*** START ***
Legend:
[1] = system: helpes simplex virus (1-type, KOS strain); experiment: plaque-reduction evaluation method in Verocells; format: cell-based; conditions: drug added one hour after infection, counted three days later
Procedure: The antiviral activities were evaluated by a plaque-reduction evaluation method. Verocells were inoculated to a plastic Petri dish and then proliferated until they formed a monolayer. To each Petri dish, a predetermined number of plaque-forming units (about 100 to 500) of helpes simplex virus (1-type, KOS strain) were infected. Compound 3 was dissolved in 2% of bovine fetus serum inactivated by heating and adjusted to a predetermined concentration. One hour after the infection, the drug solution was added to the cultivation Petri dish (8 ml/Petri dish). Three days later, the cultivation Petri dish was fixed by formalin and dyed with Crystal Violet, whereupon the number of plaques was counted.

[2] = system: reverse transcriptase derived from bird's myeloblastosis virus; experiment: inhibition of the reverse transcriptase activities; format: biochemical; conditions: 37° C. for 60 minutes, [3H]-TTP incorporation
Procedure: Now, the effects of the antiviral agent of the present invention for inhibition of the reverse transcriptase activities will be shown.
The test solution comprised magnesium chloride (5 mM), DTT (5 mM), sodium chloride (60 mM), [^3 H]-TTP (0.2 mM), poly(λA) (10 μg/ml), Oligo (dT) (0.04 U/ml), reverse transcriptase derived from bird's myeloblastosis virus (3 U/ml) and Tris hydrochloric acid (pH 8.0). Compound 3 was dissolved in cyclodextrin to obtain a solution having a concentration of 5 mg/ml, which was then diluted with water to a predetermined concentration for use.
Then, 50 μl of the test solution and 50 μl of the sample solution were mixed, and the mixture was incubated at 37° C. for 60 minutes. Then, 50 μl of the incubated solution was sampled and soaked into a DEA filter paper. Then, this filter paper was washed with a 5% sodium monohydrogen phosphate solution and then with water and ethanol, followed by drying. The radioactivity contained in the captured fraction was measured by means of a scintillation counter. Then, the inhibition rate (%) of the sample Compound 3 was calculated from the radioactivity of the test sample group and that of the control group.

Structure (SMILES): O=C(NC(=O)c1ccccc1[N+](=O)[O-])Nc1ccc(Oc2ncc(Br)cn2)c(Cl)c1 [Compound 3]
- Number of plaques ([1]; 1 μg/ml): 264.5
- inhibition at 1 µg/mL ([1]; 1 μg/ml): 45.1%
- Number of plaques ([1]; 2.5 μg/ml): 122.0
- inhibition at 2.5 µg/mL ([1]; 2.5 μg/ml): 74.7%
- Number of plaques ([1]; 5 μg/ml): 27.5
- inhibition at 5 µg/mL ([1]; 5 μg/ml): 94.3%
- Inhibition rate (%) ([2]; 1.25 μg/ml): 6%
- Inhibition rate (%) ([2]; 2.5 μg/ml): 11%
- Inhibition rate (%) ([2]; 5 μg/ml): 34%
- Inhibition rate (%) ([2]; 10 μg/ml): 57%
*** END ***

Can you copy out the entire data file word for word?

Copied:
Legend:
[1] = system: helpes simplex virus (1-type, KOS strain); experiment: plaque-reduction evaluation method in Verocells; format: cell-based; conditions: drug added one hour after infection, counted three days later
Procedure: The antiviral activities were evaluated by a plaque-reduction evaluation method. Verocells were inoculated to a plastic Petri dish and then proliferated until they formed a monolayer. To each Petri dish, a predetermined number of plaque-forming units (about 100 to 500) of helpes simplex virus (1-type, KOS strain) were infected. Compound 3 was dissolved in 2% of bovine fetus serum inactivated by heating and adjusted to a predetermined concentration. One hour after the infection, the drug solution was added to the cultivation Petri dish (8 ml/Petri dish). Three days later, the cultivation Petri dish was fixed by formalin and dyed with Crystal Violet, whereupon the number of plaques was counted.

[2] = system: reverse transcriptase derived from bird's myeloblastosis virus; experiment: inhibition of the reverse transcriptase activities; format: biochemical; conditions: 37° C. for 60 minutes, [3H]-TTP incorporation
Procedure: Now, the effects of the antiviral agent of the present invention for inhibition of the reverse transcriptase activities will be shown.
The test solution comprised magnesium chloride (5 mM), DTT (5 mM), sodium chloride (60 mM), [^3 H]-TTP (0.2 mM), poly(λA) (10 μg/ml), Oligo (dT) (0.04 U/ml), reverse transcriptase derived from bird's myeloblastosis virus (3 U/ml) and Tris hydrochloric acid (pH 8.0). Compound 3 was dissolved in cyclodextrin to obtain a solution having a concentration of 5 mg/ml, which was then diluted with water to a predetermined concentration for use.
Then, 50 μl of the test solution and 50 μl of the sample solution were mixed, and the mixture was incubated at 37° C. for 60 minutes. Then, 50 μl of the incubated solution was sampled and soaked into a DEA filter paper. Then, this filter paper was washed with a 5% sodium monohydrogen phosphate solution and then with water and ethanol, followed by drying. The radioactivity contained in the captured fraction was measured by means of a scintillation counter. Then, the inhibition rate (%) of the sample Compound 3 was calculated from the radioactivity of the test sample group and that of the control group.

Structure (SMILES): O=C(NC(=O)c1ccccc1[N+](=O)[O-])Nc1ccc(Oc2ncc(Br)cn2)c(Cl)c1 [Compound 3]
- Number of plaques ([1]; 1 μg/ml): 264.5
- inhibition at 1 µg/mL ([1]; 1 μg/ml): 45.1%
- Number of plaques ([1]; 2.5 μg/ml): 122.0
- inhibition at 2.5 µg/mL ([1]; 2.5 μg/ml): 74.7%
- Number of plaques ([1]; 5 μg/ml): 27.5
- inhibition at 5 µg/mL ([1]; 5 μg/ml): 94.3%
- Inhibition rate (%) ([2]; 1.25 μg/ml): 6%
- Inhibition rate (%) ([2]; 2.5 μg/ml): 11%
- Inhibition rate (%) ([2]; 5 μg/ml): 34%
- Inhibition rate (%) ([2]; 10 μg/ml): 57%